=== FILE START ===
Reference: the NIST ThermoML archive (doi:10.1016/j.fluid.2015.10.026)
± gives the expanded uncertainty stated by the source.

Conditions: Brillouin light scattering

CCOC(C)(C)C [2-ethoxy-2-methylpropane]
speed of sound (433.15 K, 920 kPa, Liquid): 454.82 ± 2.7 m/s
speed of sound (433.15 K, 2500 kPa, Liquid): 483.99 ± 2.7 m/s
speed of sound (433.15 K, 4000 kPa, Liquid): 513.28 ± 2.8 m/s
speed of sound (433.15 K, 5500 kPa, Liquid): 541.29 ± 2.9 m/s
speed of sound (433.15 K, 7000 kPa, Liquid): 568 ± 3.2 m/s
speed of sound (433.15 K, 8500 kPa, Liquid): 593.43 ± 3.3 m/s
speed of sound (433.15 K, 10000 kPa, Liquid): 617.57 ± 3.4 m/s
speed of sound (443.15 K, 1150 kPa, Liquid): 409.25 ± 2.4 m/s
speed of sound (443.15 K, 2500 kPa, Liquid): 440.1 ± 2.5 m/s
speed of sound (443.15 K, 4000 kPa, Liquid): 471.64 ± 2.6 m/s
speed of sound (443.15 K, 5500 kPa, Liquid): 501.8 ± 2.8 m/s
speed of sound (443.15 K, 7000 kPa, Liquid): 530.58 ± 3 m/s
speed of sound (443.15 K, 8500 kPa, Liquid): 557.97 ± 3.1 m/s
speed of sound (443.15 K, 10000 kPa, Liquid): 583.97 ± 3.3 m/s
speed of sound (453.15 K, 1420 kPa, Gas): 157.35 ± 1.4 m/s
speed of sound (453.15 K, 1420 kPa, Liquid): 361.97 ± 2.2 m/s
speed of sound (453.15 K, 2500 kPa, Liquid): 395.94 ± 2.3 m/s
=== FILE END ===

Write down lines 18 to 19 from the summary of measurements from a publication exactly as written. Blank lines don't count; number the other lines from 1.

speed of sound (443.15 K, 10000 kPa, Liquid): 583.97 ± 3.3 m/s
speed of sound (453.15 K, 1420 kPa, Gas): 157.35 ± 1.4 m/s